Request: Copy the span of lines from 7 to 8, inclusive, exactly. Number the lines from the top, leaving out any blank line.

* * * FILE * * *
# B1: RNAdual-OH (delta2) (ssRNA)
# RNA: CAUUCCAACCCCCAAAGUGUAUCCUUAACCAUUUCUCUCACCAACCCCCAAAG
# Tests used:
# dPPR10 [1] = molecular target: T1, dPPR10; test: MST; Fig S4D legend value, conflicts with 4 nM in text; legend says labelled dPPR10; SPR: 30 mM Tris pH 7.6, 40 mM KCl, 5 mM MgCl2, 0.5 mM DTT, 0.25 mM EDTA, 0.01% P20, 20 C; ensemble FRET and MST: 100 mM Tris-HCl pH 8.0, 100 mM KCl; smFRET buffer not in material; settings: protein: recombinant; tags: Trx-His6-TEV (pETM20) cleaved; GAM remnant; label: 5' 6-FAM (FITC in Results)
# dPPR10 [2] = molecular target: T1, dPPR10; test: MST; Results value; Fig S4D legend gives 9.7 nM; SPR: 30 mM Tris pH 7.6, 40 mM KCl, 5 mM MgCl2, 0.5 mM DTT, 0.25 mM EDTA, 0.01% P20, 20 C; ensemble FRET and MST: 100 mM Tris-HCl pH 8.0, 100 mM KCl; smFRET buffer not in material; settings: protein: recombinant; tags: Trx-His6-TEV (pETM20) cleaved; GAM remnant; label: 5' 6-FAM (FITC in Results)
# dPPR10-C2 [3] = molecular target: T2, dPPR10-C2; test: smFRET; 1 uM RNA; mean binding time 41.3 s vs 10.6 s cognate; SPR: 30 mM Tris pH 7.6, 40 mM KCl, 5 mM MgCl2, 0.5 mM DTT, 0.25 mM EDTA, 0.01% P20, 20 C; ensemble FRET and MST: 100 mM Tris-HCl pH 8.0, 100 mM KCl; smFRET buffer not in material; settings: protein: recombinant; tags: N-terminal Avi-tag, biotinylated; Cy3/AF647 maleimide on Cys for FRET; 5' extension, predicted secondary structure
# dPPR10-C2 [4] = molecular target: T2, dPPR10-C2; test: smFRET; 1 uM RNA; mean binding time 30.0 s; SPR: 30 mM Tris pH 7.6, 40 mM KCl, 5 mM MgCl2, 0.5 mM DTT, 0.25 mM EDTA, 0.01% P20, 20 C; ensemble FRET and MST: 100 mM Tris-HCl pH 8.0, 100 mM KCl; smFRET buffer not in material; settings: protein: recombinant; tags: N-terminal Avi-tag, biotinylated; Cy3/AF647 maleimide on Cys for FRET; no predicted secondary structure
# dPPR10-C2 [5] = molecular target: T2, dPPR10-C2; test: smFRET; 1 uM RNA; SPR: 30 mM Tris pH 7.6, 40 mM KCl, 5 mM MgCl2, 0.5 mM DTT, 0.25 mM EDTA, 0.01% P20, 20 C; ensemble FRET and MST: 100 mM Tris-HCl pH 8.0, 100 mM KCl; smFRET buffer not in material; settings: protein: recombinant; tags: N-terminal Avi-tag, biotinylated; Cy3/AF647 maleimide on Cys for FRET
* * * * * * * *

# dPPR10-C2 [4] = molecular target: T2, dPPR10-C2; test: smFRET; 1 uM RNA; mean binding time 30.0 s; SPR: 30 mM Tris pH 7.6, 40 mM KCl, 5 mM MgCl2, 0.5 mM DTT, 0.25 mM EDTA, 0.01% P20, 20 C; ensemble FRET and MST: 100 mM Tris-HCl pH 8.0, 100 mM KCl; smFRET buffer not in material; settings: protein: recombinant; tags: N-terminal Avi-tag, biotinylated; Cy3/AF647 maleimide on Cys for FRET; no predicted secondary structure
# dPPR10-C2 [5] = molecular target: T2, dPPR10-C2; test: smFRET; 1 uM RNA; SPR: 30 mM Tris pH 7.6, 40 mM KCl, 5 mM MgCl2, 0.5 mM DTT, 0.25 mM EDTA, 0.01% P20, 20 C; ensemble FRET and MST: 100 mM Tris-HCl pH 8.0, 100 mM KCl; smFRET buffer not in material; settings: protein: recombinant; tags: N-terminal Avi-tag, biotinylated; Cy3/AF647 maleimide on Cys for FRET